Thursday, June 17, 2010

Kashmir's Silent, Sorrowful Widows

SRINAGAR: In Kashmir, subject of a long-drawn dispute between India and Pakistan, 10,000 widows reportedly live in reclusiveness, while some unconfirmed sources say the figure could be three times more as many fear exposing their status due to the social stigma attached to being a widow.
Heart-wrenching stories are all alike around Kashmir - mothers wailing over their dead sons or wives mourning over their husbands killed, and wandering forlorn fatherless children - all because the head of the family or the male offspring has been killed by government security forces or armed separatist militants. In remote southern Kashmir, about 50km away from the Jammu and Kashmir (J&K) capital of Srinagar, dozens of widows live in poverty, depression and fear which haunts them of the past violence that messed up their once-peaceful rural existence.
Shareefa (not her real name), 35, lives with her four teenage children and her 89-year-old mother-in-law in Dabrun village, about three kilometres from Anantnag, in southern Kashmir, a place also labelled as the "land of widows" among the locals. Shareefa is a widow. "They (the army) accused him (her husband) of ferrying militants. Our whole family was arrested. They wanted a big ransom and even verbally abused our daughters. So, my husband joined the militants out of anger. He was killed in a gun battle with the forces," said Shareefa, relating her story. Almost seven years after losing her husband, Shareefa remains unmarried, just for the sake of her school-going children whom she supports by toiling away at menial jobs around her remote village. It is mid-summer noon in Shareefa's village, once a hotbed for militancy. There is a strange eerie silence around the surrounding houses, mostly walled by concrete bricks, as families tend to huddle among themselves, even though militancy is on the wane now.
Inside a low-roofed typical Kashmiri brick house, a family of three graduate sisters and their widowed mother are still trying to reconcile with their ill-fated past, after having lost their father, the family's sole breadwinner, about a decade ago.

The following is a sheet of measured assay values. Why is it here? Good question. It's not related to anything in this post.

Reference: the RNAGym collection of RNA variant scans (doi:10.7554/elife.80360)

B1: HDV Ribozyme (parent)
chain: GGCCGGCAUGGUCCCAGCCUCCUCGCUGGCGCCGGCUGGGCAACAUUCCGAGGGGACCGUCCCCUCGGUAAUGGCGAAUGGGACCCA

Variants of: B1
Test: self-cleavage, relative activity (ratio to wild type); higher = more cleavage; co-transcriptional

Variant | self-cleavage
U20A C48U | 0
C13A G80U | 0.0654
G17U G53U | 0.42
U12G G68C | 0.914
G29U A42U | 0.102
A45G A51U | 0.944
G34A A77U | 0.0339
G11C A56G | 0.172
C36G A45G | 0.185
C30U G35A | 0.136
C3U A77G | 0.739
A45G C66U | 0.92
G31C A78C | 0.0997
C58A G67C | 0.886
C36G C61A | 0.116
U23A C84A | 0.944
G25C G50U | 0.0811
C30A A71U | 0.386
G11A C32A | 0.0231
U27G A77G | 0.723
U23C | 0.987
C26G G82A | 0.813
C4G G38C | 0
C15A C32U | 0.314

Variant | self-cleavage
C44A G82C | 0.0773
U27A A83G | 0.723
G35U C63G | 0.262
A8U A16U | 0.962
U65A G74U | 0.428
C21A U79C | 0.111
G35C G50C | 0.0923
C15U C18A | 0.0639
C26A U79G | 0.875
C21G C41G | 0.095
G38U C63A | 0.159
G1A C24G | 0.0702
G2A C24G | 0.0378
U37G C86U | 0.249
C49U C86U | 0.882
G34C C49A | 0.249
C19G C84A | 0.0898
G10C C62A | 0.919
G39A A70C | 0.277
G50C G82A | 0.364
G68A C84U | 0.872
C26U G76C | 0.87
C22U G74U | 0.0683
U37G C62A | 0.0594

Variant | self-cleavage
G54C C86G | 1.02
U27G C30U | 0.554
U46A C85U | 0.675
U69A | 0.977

"My father worked as a tailor in this village. During a morning army operation he was picked up because he had a long beard. And about 3pm, we received his dead body," recounted Najmag (not her real name), an unemployed commerce graduate, the second daughter in the family.
Now, she has to compete along with 700,000 jobless people in Kashmir, another socio-economic chaos due to the prolonged political crisis, which has damaged the region's economy.
In an adjacent impoverished village, Rafiqa (not her real name), another widow, lives with horrific memories of her husband's death during the height of the militancy. Even her older son quivers when he speaks about that fateful and horrifying night. "Unidentified men came to my house and took my husband away. Two days later, he was found killed in the forest, about 10km away from our house," said Rafiqa, with a sadness clearly visible in her tear-glistened hazel-coloured eyes. She is only in her 30s. "His death took away our happiness. Even seven years later, I still have panic attacks at night. My father asked me to remarry but I refused because of my four children," said Rafiqa, who poured out her sufferings in her native Kashmiri language.
Last month, Rafiqa, who shares her father's ramshackle home, managed to secure a job as an office assistant in the nearby district office. That will pay her about RM100 a month and augment her paltry family's kitty, to which her 16-year-old son, who was forced to leave school due to poverty, also contributes from his earnings as a casual worker.
As outcasts in a traditional and conservative society, the financially-ruined widows have been prone to suffer from psychological disorder, a serious health predicament that has gone unnoticed for years in rural villages, as social workers say. "Many widows, who receive little emotional support, have lived with depression for the past eight to 10 years after the death of their husbands. They have severe symptoms that have gone untreated.
"Most of them depend on their families and in-laws. They live depressing lives and never remarry. Neither do they have access to mental health care," said Nasir Amin, a psycho-social counsellor with Action Aid Network, who makes regular visits to these rural villages.
The painful voices of the widows and their children would astound any right-thinking person, yet their plight is hardly heard of in the outside world, perhaps drowned out by the harsh cold winds of the Himalayan mountains.

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